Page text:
I’d like to take a moment to elaborate on my experience with journaling for about 15-30 minutes each morning. However, this is not just any kind of journaling—rather, I have been logging my feelings of gratitude. Here, you can find a basic guide to how you can incorporate gratitude into your life and experience the benefits, whether you are on the premed track or an attending physician.
Is there a difference between writing your thoughts down and verbalizing it?
In the beginning, I conducted an experiment of sorts—I alternated between days where I verbalized my gratitude out loud versus transcribing it into my journal. Over time, I realized that something peculiar happened: on the days where I decided to physically document things down, I actually felt better. So whenever I list out the aspects of my life that I am grateful for, I am always sure to pen them down in dark black or blue ink.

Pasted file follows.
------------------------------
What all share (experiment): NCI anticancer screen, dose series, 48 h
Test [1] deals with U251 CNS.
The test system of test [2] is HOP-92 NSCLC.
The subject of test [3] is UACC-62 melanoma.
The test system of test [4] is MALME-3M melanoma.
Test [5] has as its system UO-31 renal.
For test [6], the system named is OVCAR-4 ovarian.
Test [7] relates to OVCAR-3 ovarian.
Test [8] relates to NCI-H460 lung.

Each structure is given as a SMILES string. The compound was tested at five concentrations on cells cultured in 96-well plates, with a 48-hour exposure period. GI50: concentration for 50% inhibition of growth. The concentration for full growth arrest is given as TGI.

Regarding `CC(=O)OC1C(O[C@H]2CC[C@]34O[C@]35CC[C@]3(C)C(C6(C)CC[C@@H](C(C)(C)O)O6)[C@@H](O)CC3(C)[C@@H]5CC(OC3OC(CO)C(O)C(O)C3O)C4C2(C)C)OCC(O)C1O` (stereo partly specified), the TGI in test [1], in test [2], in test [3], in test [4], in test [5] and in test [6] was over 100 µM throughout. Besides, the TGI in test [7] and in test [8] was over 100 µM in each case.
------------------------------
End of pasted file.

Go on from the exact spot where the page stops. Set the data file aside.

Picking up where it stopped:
Thinking about the ‘why’
It is one thing to say that you are grateful for the supportive friends and family in your life. But why exactly are you grateful? Do they provide compassion and care for you during difficult times? Do you enjoy spending time with them? It does not necessarily have to be very thought-provoking, but taking the extra time to consider the rationale for your gratitude not only enables the right frame of mind at the beginning of the day, but perhaps even gives you the opportunity to learn something about yourself.
I highly recommend purchasing the Motivate MD journal for logging not only gratitude, but your daily, monthly, and yearly goals. I still use this journal’s format in my daily journaling and I felt that this was a great place to start as a newcomer to gratitude. They also have a desktop and mobile app, which may be a versatile interface for any of you who are tech-savvy.
So feel free to give gratitude journaling a spin for yourself—let us know your experience in the comments below!